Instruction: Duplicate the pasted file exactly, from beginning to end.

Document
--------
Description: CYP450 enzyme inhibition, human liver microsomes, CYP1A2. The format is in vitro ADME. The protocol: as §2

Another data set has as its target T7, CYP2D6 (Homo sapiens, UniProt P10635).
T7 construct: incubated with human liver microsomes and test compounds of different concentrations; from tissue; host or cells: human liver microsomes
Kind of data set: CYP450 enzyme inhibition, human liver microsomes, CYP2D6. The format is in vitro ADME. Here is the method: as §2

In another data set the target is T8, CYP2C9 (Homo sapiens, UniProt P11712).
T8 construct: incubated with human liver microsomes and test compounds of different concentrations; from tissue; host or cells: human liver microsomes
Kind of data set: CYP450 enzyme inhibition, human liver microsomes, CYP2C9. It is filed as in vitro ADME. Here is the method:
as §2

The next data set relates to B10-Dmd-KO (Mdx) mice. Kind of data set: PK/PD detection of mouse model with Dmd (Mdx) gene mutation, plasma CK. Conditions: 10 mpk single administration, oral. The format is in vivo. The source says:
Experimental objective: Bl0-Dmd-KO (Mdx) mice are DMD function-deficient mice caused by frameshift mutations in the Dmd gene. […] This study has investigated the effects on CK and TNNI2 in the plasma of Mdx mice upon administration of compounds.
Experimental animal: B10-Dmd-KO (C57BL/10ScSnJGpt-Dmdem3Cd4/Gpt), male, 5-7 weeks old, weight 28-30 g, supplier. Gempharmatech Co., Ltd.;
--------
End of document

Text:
Description: CYP450 enzyme inhibition, human liver microsomes, CYP1A2. The format is in vitro ADME. The protocol: as §2

Another data set has as its target T7, CYP2D6 (Homo sapiens, UniProt P10635).
T7 construct: incubated with human liver microsomes and test compounds of different concentrations; from tissue; host or cells: human liver microsomes
Kind of data set: CYP450 enzyme inhibition, human liver microsomes, CYP2D6. The format is in vitro ADME. Here is the method: as §2

In another data set the target is T8, CYP2C9 (Homo sapiens, UniProt P11712).
T8 construct: incubated with human liver microsomes and test compounds of different concentrations; from tissue; host or cells: human liver microsomes
Kind of data set: CYP450 enzyme inhibition, human liver microsomes, CYP2C9. It is filed as in vitro ADME. Here is the method:
as §2

The next data set relates to B10-Dmd-KO (Mdx) mice. Kind of data set: PK/PD detection of mouse model with Dmd (Mdx) gene mutation, plasma CK. Conditions: 10 mpk single administration, oral. The format is in vivo. The source says:
Experimental objective: Bl0-Dmd-KO (Mdx) mice are DMD function-deficient mice caused by frameshift mutations in the Dmd gene. […] This study has investigated the effects on CK and TNNI2 in the plasma of Mdx mice upon administration of compounds.
Experimental animal: B10-Dmd-KO (C57BL/10ScSnJGpt-Dmdem3Cd4/Gpt), male, 5-7 weeks old, weight 28-30 g, supplier. Gempharmatech Co., Ltd.;